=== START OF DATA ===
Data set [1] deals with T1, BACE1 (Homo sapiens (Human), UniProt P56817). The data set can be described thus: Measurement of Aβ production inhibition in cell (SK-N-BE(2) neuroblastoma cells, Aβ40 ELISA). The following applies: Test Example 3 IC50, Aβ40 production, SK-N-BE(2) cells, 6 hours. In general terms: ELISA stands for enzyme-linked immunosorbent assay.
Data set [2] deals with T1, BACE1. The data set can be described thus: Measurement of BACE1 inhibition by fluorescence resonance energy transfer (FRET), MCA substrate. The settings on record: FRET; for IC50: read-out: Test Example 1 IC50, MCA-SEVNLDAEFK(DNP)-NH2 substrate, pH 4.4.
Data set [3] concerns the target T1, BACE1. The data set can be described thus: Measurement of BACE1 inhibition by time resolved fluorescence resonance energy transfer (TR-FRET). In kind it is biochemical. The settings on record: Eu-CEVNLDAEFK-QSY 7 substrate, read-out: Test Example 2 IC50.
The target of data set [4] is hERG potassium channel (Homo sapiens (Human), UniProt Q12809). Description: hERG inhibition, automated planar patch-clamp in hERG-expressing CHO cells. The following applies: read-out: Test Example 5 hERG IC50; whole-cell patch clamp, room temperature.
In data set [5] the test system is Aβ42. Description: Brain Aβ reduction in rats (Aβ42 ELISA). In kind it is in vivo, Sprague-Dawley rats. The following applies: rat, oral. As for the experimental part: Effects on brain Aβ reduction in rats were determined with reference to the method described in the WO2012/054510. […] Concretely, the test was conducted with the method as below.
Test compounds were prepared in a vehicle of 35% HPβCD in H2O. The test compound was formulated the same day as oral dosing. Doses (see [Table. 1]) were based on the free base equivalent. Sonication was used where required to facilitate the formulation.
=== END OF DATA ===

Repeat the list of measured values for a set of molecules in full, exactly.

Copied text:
Data set [1] deals with T1, BACE1 (Homo sapiens (Human), UniProt P56817). The data set can be described thus: Measurement of Aβ production inhibition in cell (SK-N-BE(2) neuroblastoma cells, Aβ40 ELISA). The following applies: Test Example 3 IC50, Aβ40 production, SK-N-BE(2) cells, 6 hours. In general terms: ELISA stands for enzyme-linked immunosorbent assay.
Data set [2] deals with T1, BACE1. The data set can be described thus: Measurement of BACE1 inhibition by fluorescence resonance energy transfer (FRET), MCA substrate. The settings on record: FRET; for IC50: read-out: Test Example 1 IC50, MCA-SEVNLDAEFK(DNP)-NH2 substrate, pH 4.4.
Data set [3] concerns the target T1, BACE1. The data set can be described thus: Measurement of BACE1 inhibition by time resolved fluorescence resonance energy transfer (TR-FRET). In kind it is biochemical. The settings on record: Eu-CEVNLDAEFK-QSY 7 substrate, read-out: Test Example 2 IC50.
The target of data set [4] is hERG potassium channel (Homo sapiens (Human), UniProt Q12809). Description: hERG inhibition, automated planar patch-clamp in hERG-expressing CHO cells. The following applies: read-out: Test Example 5 hERG IC50; whole-cell patch clamp, room temperature.
In data set [5] the test system is Aβ42. Description: Brain Aβ reduction in rats (Aβ42 ELISA). In kind it is in vivo, Sprague-Dawley rats. The following applies: rat, oral. As for the experimental part: Effects on brain Aβ reduction in rats were determined with reference to the method described in the WO2012/054510. […] Concretely, the test was conducted with the method as below.
Test compounds were prepared in a vehicle of 35% HPβCD in H2O. The test compound was formulated the same day as oral dosing. Doses (see [Table. 1]) were based on the free base equivalent. Sonication was used where required to facilitate the formulation.